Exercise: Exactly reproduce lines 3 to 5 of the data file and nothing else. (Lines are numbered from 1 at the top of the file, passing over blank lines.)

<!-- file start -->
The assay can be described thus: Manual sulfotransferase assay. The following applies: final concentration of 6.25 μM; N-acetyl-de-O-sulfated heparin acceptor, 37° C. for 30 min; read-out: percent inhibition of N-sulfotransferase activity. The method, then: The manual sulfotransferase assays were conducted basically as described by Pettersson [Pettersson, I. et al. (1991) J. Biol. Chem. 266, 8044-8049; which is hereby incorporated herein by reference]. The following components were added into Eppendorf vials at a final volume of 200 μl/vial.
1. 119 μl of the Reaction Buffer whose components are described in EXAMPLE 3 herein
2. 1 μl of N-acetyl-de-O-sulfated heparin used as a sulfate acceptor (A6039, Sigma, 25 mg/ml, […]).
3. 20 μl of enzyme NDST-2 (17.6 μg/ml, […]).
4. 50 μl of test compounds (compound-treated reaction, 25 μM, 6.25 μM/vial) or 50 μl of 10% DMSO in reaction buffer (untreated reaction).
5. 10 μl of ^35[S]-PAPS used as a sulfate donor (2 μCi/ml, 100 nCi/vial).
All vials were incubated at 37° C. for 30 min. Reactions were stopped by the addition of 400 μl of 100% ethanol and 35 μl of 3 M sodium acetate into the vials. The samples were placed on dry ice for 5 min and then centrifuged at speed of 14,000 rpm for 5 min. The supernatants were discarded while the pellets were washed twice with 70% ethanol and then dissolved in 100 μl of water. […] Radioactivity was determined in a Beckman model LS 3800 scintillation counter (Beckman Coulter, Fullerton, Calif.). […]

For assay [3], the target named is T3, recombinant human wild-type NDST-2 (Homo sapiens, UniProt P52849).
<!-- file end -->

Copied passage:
2. 1 μl of N-acetyl-de-O-sulfated heparin used as a sulfate acceptor (A6039, Sigma, 25 mg/ml, […]).
3. 20 μl of enzyme NDST-2 (17.6 μg/ml, […]).
4. 50 μl of test compounds (compound-treated reaction, 25 μM, 6.25 μM/vial) or 50 μl of 10% DMSO in reaction buffer (untreated reaction).